Many of America's great treasures lie within the National Park System. The Grand Canyon, Yosemite's Half Dome, Denali, and the largest mangrove ecosystem in the western hemisphere are all protected by the federal government, set aside for future generations to enjoy. These spectacular places are mostly public lands -- but there's one in particular that doesn't quite fit the mold.
We recently visited Kalaupapa National Historical Park, located on a remote section of Molokai, and can attest that it's both unique and beautiful. For one, it's tucked away on one of Hawaii's quietest, most infrequently visited islands. Secondly, there are only three ways to visit, all of which require an invite. So, how can you visit the most exclusive entity within the National Park system? Let's take a look.1. Apply for a job.
Kalaupapa and the neighboring town of Kalawao are entirely disconnected from the rest of Molokai's roadway system. Those who live in the park refer to the rest of the island as "topside," and traveling "down below" requires steady footing or a small aircraft. For many outsiders intrigued by the thought of living in what was once a leprosy settlement, applying for a job there is a way to secure long(er)-term access. Given that the National Park Service administers most of its land, you can gain permission to live there by volunteering , transferring to an open NPS position, or by securing work as a priest, teacher, or construction worker within the state of Hawaii.
2. Be invited by a patient.
As present, around a half-dozen patients with Hansen's Disease (the modern name for leprosy) still live in Kalaupapa, though strides in medicine have made it possible for them to be fully integrated into society without fear of transferring the illness to others. While it's feasible for those patients to leave and live elsewhere, many choose to remain in Kalaupapa -- a quiet slice of paradise that simply feels like home. If you know a patient, they can request an official invite on your behalf. Once you're inside the settlement, you'll find the least expensive oceanfront housing in all of Hawaii. Guest quarters provide a truly stunning look of the Pacific, with views of the enormous sea cliffs. The best part? Rates are around $10 per night, and, yes, your cellphone works there as well.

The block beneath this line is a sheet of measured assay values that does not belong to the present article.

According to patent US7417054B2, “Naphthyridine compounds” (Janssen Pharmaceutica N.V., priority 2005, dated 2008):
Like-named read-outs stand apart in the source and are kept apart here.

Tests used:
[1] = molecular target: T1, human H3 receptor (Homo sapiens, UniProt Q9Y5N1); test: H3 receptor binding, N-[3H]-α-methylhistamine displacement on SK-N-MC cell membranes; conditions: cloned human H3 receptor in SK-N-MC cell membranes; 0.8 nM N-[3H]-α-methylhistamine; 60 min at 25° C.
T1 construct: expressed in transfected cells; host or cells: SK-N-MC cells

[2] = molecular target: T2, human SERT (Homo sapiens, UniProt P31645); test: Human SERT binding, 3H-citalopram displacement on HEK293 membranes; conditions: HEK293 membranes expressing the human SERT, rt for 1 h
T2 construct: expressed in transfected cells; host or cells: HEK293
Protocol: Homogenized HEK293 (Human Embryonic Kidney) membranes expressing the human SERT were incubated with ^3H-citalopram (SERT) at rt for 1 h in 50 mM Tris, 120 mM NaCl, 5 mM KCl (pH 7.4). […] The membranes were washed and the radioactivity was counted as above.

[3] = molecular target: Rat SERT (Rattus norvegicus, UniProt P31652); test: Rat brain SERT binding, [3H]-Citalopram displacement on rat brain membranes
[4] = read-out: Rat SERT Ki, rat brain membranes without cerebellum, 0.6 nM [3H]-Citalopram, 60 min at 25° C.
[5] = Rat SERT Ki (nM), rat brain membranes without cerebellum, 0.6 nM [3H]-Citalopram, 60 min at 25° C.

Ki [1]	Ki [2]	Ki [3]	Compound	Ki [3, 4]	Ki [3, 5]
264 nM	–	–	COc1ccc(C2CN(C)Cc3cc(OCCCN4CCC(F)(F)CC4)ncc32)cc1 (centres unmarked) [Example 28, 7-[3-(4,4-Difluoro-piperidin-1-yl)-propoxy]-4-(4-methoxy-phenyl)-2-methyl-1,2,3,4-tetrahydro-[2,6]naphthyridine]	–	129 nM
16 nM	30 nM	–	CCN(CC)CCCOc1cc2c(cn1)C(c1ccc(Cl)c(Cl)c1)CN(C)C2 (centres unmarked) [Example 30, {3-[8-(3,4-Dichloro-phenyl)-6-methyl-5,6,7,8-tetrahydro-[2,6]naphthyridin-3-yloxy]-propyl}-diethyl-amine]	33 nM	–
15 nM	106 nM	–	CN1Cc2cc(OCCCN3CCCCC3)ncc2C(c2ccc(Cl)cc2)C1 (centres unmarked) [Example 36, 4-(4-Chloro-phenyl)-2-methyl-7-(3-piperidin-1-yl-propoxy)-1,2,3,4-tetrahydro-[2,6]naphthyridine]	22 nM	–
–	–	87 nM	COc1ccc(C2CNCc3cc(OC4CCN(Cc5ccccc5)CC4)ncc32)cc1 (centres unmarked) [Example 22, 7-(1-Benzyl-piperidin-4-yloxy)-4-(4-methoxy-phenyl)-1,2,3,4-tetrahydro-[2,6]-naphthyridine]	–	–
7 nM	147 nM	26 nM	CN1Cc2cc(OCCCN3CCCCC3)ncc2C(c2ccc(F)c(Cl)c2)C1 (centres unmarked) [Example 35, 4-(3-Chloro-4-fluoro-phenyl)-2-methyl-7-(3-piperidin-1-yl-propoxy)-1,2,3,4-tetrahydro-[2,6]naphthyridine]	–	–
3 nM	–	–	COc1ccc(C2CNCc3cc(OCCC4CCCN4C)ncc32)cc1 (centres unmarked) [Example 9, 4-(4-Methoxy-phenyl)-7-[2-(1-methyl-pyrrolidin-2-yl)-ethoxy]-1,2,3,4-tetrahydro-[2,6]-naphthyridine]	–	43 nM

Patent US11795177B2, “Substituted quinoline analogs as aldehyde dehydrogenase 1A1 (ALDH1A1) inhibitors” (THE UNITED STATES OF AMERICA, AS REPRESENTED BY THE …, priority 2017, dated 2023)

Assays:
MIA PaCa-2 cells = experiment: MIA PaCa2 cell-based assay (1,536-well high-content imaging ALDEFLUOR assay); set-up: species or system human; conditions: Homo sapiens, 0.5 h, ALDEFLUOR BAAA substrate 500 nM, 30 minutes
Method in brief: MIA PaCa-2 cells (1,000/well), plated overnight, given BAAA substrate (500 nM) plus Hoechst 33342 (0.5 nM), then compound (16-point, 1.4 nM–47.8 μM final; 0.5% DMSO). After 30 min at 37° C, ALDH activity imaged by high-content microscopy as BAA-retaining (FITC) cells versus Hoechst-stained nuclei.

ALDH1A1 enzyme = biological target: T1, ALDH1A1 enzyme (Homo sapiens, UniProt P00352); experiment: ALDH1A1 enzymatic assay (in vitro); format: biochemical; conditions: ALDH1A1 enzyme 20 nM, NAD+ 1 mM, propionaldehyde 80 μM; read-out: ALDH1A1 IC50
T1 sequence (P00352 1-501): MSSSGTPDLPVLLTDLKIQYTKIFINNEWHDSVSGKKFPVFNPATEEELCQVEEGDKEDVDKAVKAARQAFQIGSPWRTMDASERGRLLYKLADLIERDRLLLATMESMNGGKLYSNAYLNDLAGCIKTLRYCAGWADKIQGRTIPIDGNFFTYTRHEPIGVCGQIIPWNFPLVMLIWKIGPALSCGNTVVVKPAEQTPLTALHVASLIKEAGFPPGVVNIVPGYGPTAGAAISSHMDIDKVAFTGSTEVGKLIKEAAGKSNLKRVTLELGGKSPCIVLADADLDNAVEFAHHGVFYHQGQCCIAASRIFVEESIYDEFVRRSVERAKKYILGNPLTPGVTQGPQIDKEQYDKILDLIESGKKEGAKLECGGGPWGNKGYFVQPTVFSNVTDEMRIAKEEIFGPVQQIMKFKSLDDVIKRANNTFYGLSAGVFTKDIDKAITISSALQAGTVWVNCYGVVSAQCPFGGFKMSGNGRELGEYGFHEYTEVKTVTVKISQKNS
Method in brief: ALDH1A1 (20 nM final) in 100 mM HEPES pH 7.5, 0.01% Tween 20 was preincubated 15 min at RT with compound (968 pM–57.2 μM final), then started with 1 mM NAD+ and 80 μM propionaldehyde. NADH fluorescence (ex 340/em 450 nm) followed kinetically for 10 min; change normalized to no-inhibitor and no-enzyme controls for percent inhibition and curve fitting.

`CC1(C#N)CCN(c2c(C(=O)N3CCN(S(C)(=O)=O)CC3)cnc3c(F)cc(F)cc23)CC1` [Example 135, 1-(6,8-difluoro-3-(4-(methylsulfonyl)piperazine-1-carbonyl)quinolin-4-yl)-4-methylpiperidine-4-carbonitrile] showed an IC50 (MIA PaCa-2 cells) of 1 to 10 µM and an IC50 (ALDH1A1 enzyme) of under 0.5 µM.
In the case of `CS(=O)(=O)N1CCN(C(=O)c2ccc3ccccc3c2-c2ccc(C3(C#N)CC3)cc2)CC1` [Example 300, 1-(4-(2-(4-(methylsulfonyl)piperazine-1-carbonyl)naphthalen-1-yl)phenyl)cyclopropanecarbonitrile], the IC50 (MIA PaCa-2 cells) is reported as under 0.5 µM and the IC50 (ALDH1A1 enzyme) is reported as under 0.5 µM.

3. Pony up for a tour.
The most common way to visit requires a tour pass. For $50, individuals can hike the 2.9-mile trail down to the settlement. A few tour operators will allow you to pay in advance online (Father Damien Tours is highly recommended), though we did see a few travelers hike down and pay $50 to the guide for an on-demand pass. You'll crisscross more than 25 switchbacks as you descend nearly 2,000 feet to the shoreline, which feels even more daunting on the return hike up. Six days a week -- not on Sundays -- you can meet up with a guide from Father Damien Tours at 10 a.m. who will lead you through the settlement and give you the opportunity to meet a few patients, visit local churches, and spend a spectacular hour gawking at the world's largest sea cliffs in Kalawao (pictured above). By 2 p.m., you'll be on your way topside, earning your dinner with every grueling step. For those seeking a bit less adventure, you can pay more to have a mule carry you in both directions, or you can shell out for a return flight to either Oahu or Maui from the park's small airport.
For National Park junkies, a visit to Kalaupapa should be high on your list. Due to the legwork -- both figurative and literal -- required to access it, only around 10 to 15 people per day make their way down.